Which Online TEFL Course Should I take? Criteria To Consider Before Choosing

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Which online TEFL course should I take? I don't have all the answers. I know it's tough deciding sometimes. I have only taken two TEFL/TESOL courses: one online and one in class.

You have a dazzling amount of options. I don't even know how many, but lets say over 50. That's too many so how can you decide?

So I put this little guide together so that it might help you. It's based on my experience.

What criteria should you use to choose a course?

You're new to TEFL so you are probably wondering a lot! I see that there are 2 basic reasons to take a TEFL course.

  1. Find a job
  2. To learn how to teach

I think a lot of newcomers and courses themselves place an emphasis on number 1. At this point you are more concerned about getting started teaching (by finding a job) and getting there.

So based on that criteria a course that is "reputable", "accredited" or that claims to be "internationally recognized" sounds appealing. 

However, those words which are commonly used by TEFL course providers are ambiguous.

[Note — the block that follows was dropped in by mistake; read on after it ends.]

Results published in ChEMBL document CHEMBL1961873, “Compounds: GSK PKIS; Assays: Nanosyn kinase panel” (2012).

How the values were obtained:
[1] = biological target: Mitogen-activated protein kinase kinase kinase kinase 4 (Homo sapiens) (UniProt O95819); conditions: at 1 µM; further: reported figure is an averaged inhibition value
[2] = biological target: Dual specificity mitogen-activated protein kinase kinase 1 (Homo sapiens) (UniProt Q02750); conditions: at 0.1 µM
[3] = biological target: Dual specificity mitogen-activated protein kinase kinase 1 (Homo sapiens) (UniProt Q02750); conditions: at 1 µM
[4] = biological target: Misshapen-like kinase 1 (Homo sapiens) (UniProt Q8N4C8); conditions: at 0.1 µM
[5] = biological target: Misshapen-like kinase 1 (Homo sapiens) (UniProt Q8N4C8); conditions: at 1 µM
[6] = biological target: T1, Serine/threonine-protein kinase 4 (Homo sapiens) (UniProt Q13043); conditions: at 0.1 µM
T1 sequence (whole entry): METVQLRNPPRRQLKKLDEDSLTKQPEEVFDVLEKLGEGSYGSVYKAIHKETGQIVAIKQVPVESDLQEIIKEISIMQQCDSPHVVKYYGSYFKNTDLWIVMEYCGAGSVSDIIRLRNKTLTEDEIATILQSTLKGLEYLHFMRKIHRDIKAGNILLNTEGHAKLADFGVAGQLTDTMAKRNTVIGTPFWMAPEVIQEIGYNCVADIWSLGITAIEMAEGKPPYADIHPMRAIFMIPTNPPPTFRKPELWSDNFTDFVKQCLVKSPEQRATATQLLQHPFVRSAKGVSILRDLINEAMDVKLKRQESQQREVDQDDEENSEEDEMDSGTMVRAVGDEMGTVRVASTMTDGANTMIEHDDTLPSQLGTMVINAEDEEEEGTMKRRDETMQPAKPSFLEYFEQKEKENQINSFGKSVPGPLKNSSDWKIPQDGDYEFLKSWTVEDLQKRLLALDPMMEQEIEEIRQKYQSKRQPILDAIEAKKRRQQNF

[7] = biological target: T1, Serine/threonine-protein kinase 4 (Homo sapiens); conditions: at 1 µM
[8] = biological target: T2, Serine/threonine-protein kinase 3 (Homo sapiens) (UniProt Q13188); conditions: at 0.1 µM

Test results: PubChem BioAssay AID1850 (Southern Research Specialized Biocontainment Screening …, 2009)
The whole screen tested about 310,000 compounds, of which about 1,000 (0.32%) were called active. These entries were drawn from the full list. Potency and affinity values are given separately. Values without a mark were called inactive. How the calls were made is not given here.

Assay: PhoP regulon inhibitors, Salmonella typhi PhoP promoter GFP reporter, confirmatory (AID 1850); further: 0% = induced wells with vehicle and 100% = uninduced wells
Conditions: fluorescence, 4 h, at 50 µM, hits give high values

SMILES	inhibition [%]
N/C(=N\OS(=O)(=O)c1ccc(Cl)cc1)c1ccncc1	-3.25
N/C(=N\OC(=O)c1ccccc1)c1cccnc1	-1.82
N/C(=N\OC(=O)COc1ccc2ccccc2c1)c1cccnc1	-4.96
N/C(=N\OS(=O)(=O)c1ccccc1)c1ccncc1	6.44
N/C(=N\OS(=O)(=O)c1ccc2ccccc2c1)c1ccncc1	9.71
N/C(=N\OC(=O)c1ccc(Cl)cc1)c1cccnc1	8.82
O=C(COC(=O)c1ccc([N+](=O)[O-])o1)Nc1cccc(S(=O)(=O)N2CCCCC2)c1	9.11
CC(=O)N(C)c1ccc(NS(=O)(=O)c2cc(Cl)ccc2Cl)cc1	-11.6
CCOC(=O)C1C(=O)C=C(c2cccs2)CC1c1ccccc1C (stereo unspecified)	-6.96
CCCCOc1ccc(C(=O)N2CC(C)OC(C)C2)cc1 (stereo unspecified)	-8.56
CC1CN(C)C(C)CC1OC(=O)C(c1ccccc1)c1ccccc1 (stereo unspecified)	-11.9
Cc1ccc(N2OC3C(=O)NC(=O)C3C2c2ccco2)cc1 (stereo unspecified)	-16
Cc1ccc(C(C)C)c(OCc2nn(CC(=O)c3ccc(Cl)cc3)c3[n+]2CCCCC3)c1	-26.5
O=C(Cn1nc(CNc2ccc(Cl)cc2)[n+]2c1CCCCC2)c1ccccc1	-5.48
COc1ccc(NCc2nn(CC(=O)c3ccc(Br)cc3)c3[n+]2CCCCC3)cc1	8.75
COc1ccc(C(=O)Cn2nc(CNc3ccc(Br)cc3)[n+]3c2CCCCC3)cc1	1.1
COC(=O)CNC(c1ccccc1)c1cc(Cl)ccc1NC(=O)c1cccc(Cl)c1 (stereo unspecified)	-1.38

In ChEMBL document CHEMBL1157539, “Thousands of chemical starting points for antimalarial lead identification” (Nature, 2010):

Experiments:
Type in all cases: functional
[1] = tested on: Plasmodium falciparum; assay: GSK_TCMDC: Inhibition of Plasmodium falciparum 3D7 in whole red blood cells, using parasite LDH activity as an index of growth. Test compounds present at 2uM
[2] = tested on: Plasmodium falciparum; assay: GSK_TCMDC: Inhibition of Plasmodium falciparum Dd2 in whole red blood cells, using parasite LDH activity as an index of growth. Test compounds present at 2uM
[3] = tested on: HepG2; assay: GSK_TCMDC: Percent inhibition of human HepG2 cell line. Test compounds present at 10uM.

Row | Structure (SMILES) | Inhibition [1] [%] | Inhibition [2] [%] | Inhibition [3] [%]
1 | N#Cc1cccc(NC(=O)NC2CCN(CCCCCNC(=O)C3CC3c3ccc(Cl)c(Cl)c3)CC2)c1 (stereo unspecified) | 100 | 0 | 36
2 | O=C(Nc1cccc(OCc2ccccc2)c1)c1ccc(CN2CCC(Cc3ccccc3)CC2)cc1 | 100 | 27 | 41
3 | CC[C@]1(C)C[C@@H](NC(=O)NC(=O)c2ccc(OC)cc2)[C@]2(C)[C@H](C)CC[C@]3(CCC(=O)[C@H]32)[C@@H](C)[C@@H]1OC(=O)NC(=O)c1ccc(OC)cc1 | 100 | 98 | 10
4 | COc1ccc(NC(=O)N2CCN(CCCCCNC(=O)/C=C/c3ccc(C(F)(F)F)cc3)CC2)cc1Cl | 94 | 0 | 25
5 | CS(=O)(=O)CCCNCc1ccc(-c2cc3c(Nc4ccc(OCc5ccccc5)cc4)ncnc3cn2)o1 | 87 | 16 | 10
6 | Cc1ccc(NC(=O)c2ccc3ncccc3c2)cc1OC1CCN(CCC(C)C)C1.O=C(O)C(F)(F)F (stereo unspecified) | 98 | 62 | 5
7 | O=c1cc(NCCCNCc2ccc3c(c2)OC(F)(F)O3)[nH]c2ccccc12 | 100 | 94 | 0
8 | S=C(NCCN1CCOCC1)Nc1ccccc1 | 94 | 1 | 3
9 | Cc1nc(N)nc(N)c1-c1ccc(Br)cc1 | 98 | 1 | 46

I took a course that claimed to be reputable, internationally recognized and accredited. However when I got to Taiwan I learned that those things didn't really matter.

One I didn't need a TEFL/TESOL certificate to get a visa. My degree and experience (lack of it at the time) was more valuable.

Two I didn't learn or retain much of anything that actually helped me to teach the kids that I was teaching in Taiwan.

So what I learned from that was that number 2 - the actual teaching and not the job was way more valuable. And I think all of the courses out there will tell you that their training is good and that it will prepare you to teach abroad.

And it may.

But it might not do that very well. The best training will focus on training you to teach the students that you are going to be teaching. 

Do you know who you are going to be teaching?

There are problems with online courses because many are not any good or engaging.